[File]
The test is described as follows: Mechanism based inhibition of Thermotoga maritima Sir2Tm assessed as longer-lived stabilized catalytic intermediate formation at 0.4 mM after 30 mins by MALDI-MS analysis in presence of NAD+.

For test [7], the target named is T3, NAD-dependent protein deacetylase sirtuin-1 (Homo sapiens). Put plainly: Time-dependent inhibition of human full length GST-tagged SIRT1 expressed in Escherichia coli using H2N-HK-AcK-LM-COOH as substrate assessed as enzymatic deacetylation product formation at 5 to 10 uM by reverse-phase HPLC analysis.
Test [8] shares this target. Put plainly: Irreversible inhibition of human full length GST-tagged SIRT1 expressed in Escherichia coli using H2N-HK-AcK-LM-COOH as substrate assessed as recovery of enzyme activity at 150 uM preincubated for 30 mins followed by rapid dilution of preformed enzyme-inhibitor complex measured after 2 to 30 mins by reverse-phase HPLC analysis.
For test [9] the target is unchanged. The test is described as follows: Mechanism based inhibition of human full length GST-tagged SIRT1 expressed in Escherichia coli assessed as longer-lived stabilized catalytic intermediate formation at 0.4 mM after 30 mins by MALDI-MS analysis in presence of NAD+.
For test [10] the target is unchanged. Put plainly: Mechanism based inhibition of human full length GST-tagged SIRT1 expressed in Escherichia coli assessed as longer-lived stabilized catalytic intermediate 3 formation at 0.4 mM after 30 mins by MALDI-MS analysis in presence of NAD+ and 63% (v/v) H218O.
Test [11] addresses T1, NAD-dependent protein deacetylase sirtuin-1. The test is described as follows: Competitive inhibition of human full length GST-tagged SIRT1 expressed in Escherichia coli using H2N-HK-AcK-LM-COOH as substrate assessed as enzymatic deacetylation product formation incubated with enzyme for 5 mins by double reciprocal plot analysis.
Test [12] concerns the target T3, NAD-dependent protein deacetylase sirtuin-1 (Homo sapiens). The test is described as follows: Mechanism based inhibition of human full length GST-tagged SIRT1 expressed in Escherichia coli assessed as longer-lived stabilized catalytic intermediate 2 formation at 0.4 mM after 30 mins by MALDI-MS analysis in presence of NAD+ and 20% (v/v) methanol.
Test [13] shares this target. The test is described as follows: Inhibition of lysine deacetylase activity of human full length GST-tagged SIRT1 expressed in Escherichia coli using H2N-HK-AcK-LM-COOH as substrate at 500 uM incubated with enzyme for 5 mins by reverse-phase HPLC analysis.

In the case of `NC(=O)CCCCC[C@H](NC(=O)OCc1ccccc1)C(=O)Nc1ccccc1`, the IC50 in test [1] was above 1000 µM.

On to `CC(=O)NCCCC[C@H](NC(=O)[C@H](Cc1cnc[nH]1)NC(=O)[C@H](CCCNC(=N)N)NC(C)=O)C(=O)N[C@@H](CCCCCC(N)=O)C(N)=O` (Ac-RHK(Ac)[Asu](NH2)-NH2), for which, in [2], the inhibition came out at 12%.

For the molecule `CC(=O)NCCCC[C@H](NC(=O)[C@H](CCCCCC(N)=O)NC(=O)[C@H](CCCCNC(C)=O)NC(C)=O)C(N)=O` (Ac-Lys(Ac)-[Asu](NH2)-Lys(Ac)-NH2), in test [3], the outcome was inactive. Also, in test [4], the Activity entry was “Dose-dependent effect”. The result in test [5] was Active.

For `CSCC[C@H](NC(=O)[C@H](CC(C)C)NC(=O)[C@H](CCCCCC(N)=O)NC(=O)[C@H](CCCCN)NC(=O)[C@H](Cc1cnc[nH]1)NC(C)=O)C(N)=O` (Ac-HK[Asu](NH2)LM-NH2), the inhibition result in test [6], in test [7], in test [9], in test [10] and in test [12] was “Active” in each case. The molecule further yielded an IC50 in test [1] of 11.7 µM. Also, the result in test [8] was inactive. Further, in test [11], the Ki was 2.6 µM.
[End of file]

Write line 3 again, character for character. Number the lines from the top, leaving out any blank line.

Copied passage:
Test [8] shares this target. Put plainly: Irreversible inhibition of human full length GST-tagged SIRT1 expressed in Escherichia coli using H2N-HK-AcK-LM-COOH as substrate assessed as recovery of enzyme activity at 150 uM preincubated for 30 mins followed by rapid dilution of preformed enzyme-inhibitor complex measured after 2 to 30 mins by reverse-phase HPLC analysis.